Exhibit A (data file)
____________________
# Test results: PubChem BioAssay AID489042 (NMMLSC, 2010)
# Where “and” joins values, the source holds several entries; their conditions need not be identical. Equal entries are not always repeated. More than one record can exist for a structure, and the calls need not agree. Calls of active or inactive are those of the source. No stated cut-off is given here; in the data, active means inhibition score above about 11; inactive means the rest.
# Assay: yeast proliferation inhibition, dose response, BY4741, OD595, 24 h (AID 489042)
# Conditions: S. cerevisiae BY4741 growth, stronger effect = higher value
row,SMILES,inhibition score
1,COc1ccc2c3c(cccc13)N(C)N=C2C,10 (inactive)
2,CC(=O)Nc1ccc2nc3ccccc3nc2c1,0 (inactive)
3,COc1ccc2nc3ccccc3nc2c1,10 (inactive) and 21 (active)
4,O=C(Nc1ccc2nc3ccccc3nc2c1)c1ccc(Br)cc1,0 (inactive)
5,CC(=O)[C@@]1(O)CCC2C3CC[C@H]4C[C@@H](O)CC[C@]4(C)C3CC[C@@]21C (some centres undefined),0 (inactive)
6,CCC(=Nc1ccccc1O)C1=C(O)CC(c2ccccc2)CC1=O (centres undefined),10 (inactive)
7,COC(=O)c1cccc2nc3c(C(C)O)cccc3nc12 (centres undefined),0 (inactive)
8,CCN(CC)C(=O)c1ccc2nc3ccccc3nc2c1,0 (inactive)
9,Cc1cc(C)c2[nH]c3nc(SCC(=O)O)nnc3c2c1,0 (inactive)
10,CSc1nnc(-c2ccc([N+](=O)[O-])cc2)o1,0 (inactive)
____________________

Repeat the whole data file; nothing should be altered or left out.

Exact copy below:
# Test results: PubChem BioAssay AID489042 (NMMLSC, 2010)
# Where “and” joins values, the source holds several entries; their conditions need not be identical. Equal entries are not always repeated. More than one record can exist for a structure, and the calls need not agree. Calls of active or inactive are those of the source. No stated cut-off is given here; in the data, active means inhibition score above about 11; inactive means the rest.
# Assay: yeast proliferation inhibition, dose response, BY4741, OD595, 24 h (AID 489042)
# Conditions: S. cerevisiae BY4741 growth, stronger effect = higher value
row,SMILES,inhibition score
1,COc1ccc2c3c(cccc13)N(C)N=C2C,10 (inactive)
2,CC(=O)Nc1ccc2nc3ccccc3nc2c1,0 (inactive)
3,COc1ccc2nc3ccccc3nc2c1,10 (inactive) and 21 (active)
4,O=C(Nc1ccc2nc3ccccc3nc2c1)c1ccc(Br)cc1,0 (inactive)
5,CC(=O)[C@@]1(O)CCC2C3CC[C@H]4C[C@@H](O)CC[C@]4(C)C3CC[C@@]21C (some centres undefined),0 (inactive)
6,CCC(=Nc1ccccc1O)C1=C(O)CC(c2ccccc2)CC1=O (centres undefined),10 (inactive)
7,COC(=O)c1cccc2nc3c(C(C)O)cccc3nc12 (centres undefined),0 (inactive)
8,CCN(CC)C(=O)c1ccc2nc3ccccc3nc2c1,0 (inactive)
9,Cc1cc(C)c2[nH]c3nc(SCC(=O)O)nnc3c2c1,0 (inactive)
10,CSc1nnc(-c2ccc([N+](=O)[O-])cc2)o1,0 (inactive)